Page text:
The Port Susan Farmers Market is about more than just buying food. It’s about experiencing the best of our community.

Celebrating a New Farmers Market

Today marked the much anticipated opening of the Port Susan Farmers Market, our spot for showcasing the produce, flowers, honey, meats, milk, and nursery plants our local farmers have cultivated. It was well attended, with one booth selling out within the first hour. It’s now possible for me to do a full week’s organic and local grocery shopping in one place, while visiting with my neighbors, friends, and farmers.

Port Susan Farmers Market Opening Ceremony

It took a great deal of work to bring this, (and you’ll excuse the pun), to fruition. Slow Food Port Susan, the city of Stanwood, the Food and Farming Center, and local businesses all pitched in to make this market possible. It would not have happened without Leslie Collins, the market manager. She, along with numerous volunteers, worked diligently to coordinate vendors, find a suitable venue, create and disseminate marketing materials, ensure proper permits, and even paint a huge mural for the market backdrop.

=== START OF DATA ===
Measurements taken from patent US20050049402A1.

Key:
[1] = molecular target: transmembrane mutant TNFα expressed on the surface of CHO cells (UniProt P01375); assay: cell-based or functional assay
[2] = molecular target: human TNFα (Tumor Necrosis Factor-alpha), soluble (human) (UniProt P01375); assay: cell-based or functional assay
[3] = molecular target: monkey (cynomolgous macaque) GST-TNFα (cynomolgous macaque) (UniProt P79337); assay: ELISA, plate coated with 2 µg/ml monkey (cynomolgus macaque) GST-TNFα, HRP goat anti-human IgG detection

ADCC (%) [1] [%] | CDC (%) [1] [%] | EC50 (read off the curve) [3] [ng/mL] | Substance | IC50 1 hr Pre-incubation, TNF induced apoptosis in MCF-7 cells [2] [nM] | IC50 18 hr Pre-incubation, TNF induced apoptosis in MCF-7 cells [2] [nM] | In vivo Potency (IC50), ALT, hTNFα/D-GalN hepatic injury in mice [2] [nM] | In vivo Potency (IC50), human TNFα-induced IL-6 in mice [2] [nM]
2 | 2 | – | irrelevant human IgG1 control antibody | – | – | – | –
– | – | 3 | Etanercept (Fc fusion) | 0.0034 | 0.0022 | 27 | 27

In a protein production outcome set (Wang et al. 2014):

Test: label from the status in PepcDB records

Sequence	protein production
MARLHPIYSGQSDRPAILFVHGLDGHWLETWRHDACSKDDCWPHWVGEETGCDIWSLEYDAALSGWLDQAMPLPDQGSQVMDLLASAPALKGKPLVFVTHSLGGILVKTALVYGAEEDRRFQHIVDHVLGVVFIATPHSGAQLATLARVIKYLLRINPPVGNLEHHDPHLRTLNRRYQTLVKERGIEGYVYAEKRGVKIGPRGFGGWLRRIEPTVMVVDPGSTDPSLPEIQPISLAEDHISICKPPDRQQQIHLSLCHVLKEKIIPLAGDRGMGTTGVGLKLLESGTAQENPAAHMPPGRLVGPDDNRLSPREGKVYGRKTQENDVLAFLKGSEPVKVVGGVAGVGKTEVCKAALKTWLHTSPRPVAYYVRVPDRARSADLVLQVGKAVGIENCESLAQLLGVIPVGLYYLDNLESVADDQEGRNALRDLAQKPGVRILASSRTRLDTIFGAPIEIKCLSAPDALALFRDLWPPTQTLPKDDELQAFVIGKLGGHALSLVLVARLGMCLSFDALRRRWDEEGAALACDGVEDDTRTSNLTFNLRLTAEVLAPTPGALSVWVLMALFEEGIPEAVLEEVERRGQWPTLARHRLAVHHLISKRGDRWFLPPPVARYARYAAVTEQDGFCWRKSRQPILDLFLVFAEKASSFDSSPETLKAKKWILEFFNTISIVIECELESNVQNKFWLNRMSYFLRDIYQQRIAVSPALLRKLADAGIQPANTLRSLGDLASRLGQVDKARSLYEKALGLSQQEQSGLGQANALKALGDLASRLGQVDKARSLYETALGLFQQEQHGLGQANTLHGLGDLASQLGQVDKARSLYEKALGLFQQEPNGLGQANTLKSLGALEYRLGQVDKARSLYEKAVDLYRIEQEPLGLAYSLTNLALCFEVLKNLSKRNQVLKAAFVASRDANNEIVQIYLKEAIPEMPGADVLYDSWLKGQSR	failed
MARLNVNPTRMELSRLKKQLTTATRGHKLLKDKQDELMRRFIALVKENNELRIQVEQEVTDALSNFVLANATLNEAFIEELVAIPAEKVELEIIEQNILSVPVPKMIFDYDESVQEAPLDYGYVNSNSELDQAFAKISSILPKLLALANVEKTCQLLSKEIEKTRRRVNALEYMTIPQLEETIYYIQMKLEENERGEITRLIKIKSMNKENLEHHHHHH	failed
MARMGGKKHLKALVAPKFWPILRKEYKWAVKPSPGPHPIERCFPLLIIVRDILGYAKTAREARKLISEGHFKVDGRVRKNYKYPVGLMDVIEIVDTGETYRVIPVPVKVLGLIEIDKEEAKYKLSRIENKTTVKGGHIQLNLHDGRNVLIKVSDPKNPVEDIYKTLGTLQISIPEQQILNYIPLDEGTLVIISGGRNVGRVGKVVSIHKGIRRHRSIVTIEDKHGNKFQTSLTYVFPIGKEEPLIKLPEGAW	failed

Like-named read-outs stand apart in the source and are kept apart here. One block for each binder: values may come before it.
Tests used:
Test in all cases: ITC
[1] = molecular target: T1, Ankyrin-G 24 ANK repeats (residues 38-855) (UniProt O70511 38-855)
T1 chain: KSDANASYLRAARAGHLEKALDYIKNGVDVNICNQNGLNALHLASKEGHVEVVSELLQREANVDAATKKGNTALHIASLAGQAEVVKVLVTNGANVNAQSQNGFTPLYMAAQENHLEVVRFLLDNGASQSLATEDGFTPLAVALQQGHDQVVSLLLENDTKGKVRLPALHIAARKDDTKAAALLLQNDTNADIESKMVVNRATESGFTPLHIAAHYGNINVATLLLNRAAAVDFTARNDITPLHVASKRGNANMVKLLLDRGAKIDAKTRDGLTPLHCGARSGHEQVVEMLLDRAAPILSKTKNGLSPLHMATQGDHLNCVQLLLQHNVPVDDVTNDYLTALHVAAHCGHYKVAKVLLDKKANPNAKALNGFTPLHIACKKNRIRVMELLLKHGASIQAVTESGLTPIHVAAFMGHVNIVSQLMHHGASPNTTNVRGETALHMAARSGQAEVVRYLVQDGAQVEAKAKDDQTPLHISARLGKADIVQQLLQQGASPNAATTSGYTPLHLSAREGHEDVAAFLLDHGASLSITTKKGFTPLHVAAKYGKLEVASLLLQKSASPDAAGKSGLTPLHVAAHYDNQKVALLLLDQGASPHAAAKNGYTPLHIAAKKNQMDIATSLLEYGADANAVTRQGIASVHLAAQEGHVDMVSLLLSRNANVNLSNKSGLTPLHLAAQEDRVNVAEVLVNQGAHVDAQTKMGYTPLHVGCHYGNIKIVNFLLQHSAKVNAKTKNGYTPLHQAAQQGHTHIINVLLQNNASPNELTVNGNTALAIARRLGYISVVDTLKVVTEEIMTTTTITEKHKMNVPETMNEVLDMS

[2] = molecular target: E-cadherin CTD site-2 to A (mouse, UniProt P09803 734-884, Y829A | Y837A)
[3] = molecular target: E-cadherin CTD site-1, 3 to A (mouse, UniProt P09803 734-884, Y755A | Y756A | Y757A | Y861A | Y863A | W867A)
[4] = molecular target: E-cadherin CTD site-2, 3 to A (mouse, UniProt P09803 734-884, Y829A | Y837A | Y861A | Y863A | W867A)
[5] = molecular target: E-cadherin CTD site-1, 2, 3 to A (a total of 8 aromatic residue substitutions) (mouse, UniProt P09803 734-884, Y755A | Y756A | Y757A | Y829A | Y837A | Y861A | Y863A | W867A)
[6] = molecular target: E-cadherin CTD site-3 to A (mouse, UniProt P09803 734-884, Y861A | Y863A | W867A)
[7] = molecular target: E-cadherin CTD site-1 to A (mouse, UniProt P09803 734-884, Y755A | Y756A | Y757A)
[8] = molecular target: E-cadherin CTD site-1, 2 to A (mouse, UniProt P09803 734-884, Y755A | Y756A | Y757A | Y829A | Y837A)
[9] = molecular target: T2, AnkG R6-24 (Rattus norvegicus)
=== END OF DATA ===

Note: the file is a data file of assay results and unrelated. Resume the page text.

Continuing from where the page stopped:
The market’s mural created by the Stanwood-Camano Arts Guild.

The mural signifies, more than almost anything else, that the market is going to be a fixture in our community for more than just this year. I believe that the market is an important step in making our town sustainable and creating that sense of community so crucial to a vibrant, healthy place to live. As the Stanwood-Camano Island area grows in population, it’s important to guide how we want the community to look in the coming years.

Nancy Chase shows off the plants and produce from Shambala Farm.

Of course, I picked up some great food, too. Balanced System Farm had whole, organic, free-range, heirloom chickens for sale. I picked up some beets and beet greens, along with a huge bunch of carrots from Freshly Doug Vegetables. Cat’s Paw Honey had their delightfully hand-painted jars of honey on display, while Old Silvana Creamery sold milk from their Guernsey cows. Shambala Farms displayed not only produce, but many of the plants used in the type of permaculture in which they excel.